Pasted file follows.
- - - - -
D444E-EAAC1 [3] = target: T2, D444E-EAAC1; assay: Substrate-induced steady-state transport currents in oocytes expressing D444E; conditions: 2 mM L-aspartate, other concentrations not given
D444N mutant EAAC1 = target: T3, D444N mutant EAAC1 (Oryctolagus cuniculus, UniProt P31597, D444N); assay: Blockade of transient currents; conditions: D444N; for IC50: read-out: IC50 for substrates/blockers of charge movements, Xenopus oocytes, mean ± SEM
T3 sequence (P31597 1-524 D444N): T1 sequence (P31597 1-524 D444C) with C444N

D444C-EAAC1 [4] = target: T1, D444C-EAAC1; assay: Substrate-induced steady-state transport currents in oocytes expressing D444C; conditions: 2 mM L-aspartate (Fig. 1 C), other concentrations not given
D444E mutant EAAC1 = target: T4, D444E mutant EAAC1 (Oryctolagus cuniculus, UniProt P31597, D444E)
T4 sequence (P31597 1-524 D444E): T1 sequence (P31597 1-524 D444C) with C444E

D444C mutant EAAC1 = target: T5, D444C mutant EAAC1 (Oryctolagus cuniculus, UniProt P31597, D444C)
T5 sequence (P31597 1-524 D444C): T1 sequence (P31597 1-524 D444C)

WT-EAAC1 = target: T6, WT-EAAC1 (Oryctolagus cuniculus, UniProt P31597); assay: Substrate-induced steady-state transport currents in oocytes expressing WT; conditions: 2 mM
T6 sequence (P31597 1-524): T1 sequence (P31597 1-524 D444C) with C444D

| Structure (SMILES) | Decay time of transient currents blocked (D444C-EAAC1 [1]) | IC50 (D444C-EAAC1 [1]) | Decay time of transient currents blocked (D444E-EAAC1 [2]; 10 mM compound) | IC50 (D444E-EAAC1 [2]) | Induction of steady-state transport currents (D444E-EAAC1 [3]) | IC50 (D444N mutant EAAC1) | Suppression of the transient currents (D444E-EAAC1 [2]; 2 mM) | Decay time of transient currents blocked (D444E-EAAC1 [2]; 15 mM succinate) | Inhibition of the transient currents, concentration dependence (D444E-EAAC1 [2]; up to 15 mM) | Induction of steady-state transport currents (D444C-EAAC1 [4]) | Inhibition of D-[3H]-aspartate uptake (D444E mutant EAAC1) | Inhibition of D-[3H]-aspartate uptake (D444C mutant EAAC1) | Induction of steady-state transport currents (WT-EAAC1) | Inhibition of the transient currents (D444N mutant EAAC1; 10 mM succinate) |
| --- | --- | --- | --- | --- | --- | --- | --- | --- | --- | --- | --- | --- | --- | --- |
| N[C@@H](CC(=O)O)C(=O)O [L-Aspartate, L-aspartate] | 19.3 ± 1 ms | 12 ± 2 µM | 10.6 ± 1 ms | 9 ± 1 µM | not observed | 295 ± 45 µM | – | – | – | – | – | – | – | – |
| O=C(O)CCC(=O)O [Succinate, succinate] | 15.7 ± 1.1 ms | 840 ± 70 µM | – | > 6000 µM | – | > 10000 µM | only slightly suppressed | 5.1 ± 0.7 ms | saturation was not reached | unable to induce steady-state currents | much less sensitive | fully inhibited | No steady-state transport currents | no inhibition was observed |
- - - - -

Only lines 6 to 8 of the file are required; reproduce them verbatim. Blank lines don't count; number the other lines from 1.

T4 sequence (P31597 1-524 D444E): T1 sequence (P31597 1-524 D444C) with C444E

D444C mutant EAAC1 = target: T5, D444C mutant EAAC1 (Oryctolagus cuniculus, UniProt P31597, D444C)
T5 sequence (P31597 1-524 D444C): T1 sequence (P31597 1-524 D444C)